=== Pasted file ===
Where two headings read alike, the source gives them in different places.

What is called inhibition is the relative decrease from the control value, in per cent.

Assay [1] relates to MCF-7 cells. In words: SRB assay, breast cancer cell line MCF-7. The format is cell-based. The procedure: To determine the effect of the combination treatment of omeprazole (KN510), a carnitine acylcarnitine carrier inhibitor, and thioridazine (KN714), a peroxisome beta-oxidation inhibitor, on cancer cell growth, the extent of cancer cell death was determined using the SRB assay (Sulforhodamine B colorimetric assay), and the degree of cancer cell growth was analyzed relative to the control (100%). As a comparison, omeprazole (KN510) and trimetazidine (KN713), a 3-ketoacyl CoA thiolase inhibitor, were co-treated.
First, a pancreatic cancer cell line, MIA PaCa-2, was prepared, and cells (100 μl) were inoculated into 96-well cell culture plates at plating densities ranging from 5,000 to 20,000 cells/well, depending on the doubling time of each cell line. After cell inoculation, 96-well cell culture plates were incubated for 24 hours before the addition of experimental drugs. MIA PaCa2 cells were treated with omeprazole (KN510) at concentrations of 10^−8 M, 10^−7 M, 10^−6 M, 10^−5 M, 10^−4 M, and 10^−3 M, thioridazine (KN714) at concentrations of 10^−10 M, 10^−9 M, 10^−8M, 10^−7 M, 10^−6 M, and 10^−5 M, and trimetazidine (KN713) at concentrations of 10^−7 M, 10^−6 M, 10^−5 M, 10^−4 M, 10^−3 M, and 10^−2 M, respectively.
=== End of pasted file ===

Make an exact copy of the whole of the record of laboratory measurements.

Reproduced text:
Where two headings read alike, the source gives them in different places.

What is called inhibition is the relative decrease from the control value, in per cent.

Assay [1] relates to MCF-7 cells. In words: SRB assay, breast cancer cell line MCF-7. The format is cell-based. The procedure: To determine the effect of the combination treatment of omeprazole (KN510), a carnitine acylcarnitine carrier inhibitor, and thioridazine (KN714), a peroxisome beta-oxidation inhibitor, on cancer cell growth, the extent of cancer cell death was determined using the SRB assay (Sulforhodamine B colorimetric assay), and the degree of cancer cell growth was analyzed relative to the control (100%). As a comparison, omeprazole (KN510) and trimetazidine (KN713), a 3-ketoacyl CoA thiolase inhibitor, were co-treated.
First, a pancreatic cancer cell line, MIA PaCa-2, was prepared, and cells (100 μl) were inoculated into 96-well cell culture plates at plating densities ranging from 5,000 to 20,000 cells/well, depending on the doubling time of each cell line. After cell inoculation, 96-well cell culture plates were incubated for 24 hours before the addition of experimental drugs. MIA PaCa2 cells were treated with omeprazole (KN510) at concentrations of 10^−8 M, 10^−7 M, 10^−6 M, 10^−5 M, 10^−4 M, and 10^−3 M, thioridazine (KN714) at concentrations of 10^−10 M, 10^−9 M, 10^−8M, 10^−7 M, 10^−6 M, and 10^−5 M, and trimetazidine (KN713) at concentrations of 10^−7 M, 10^−6 M, 10^−5 M, 10^−4 M, 10^−3 M, and 10^−2 M, respectively.